And what about your the Storie Veneziane collection?

Storie Veneziane perfumes - © La maison Valmont
Storie Veneziane - Verde Erba - © Maison Valmont
Storie veneziane - Mica d"Oro - © La Maison Valmont

It was around this time that Sophie wanted to create our own perfume collection from scratch. Her creativity for the liquid and mine for the bottle, a true score for four hands. We thus created a series of six perfume bottles, representing the 6 districts of Venice. Conceived as works of art, in golden bottles, decorated with a glass mask, topped with a leather cap, (an ode to the crafstmanship of Venice), they reveal the multiple facets of this enchanting city, seductive and enigmatic, legendary and perpetually reinvented. When we had to find a name for this collection it was obvious to me. It all started in Venice, so the Storie Veneziane was launched in 2018.

In 2015, you created the Valmont Foundation, dedicated to contemporary art. In 2019 you bought the Palazzo Bonvicini. A tailor-made decor to present your own collections and those from artists close to your heart in the future?

Palazzo Bonvicini - © Valmont Foundation
Palazzo Bonvicini - © Valmont Foudation

The starting point of all this is indeed Venice. We have acquired a very beautiful space at Palazzo Bonvicini to present exhibitions during the next Biennial of Contemporary Art and Architecture, humbly trying to make a place for ourselves in this city with such a rich cultural program, and bringing together artists from all over the world. These exhibitions are always collective, I am never alone to exhibit. What I really like, is this idea of a collective workshop, bringing artists together on the island of Hydra in Greece in a somewhat Montparnasse spirit.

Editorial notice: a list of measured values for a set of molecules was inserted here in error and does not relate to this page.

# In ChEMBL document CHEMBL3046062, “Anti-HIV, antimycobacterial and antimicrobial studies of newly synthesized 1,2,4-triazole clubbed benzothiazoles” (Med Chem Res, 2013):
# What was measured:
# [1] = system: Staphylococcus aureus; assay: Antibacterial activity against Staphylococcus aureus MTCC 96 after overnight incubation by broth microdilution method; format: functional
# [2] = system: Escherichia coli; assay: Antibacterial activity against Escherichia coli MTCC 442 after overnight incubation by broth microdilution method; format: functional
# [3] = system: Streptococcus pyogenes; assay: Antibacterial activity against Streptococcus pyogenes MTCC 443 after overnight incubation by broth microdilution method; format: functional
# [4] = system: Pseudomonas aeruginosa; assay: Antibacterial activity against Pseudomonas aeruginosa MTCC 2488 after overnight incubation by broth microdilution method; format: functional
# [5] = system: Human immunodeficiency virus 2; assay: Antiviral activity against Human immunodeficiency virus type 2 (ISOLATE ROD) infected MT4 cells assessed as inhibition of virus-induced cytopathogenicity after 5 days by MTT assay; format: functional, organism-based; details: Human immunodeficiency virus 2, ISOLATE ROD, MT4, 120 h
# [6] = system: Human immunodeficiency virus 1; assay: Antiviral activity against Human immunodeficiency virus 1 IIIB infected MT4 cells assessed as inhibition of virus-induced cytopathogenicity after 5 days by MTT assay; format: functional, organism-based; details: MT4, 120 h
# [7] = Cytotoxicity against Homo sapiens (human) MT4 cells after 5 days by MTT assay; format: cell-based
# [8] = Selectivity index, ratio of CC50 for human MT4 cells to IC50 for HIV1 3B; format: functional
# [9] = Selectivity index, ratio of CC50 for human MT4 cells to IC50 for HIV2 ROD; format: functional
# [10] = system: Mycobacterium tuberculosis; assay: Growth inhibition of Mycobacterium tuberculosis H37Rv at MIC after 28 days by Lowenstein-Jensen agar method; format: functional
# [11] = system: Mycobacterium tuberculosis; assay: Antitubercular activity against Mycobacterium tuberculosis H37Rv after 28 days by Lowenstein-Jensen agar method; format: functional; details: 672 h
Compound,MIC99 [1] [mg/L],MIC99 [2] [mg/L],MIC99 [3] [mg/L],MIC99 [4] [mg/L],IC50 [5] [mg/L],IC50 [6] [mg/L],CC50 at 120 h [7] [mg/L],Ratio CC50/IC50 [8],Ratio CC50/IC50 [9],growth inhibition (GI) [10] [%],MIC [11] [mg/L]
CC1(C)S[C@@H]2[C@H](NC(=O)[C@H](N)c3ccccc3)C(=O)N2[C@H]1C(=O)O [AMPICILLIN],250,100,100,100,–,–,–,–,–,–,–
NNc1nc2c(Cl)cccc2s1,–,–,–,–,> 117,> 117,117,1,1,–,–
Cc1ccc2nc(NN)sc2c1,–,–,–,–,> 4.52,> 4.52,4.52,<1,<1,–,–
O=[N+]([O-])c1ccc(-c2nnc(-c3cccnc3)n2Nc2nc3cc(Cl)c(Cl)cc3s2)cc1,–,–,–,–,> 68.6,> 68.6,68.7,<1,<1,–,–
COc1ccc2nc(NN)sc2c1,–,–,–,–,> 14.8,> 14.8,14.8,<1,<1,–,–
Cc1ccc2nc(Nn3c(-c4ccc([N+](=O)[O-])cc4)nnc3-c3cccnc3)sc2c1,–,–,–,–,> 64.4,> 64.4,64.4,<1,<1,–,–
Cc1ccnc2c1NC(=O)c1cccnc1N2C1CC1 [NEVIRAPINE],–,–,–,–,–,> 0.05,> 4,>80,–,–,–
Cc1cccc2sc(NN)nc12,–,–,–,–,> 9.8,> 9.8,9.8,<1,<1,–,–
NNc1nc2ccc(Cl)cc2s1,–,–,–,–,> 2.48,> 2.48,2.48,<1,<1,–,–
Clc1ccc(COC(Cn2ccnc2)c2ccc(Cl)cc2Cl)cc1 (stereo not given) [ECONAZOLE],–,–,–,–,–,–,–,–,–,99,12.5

And your Scarface perfume, why the name?

Scarface - the Artist's Perfume - © Maison Valmont

Because I love this movie (smile)! I wanted to create a different, unisex fragrance targeted at a new generation, in a beautiful Murano glass bottle, originating from a small drawing by me and a mask that I created with Fimo. And now we find this mask everywhere (smile)! It has become as iconic to me as the cage or the gorilla. They inspire me and I play with them. For example the gorilla gets dressed every two years depending on my travels (Morocco, Cape Town, Tanzania). Scarface is a limited edition of just 100 numbered pieces and will be presented, not sold over the counter, in a different way.

The Gorilla and the Cage - © Luxe-Magazine

What movements or artists inspire and challenge you?

I am very drawn to minimalism, the clean look as a result of having been almost suffocated during my childhood by all these paintings that invaded our interior space. I love the 1950s era, abstract expressionists like Jackson Pollock, de Kooning, but these works are inaccessible to me. So I turned to American minimalism, with artists like Carl André. It helps me to simplify the gesture. I am looking for purity, the essence of the message. For example, we will soon revisit the Swiss Cross and try to capture its essence in the design.

Is there always a message behind your exhibitions?

Contemporary Art Biennials are always conceptual exhibitions. They are ephemeral. And yes, you always need a message.

What commitment do you have to all these exhibitions? Is it the philanthropist speaking?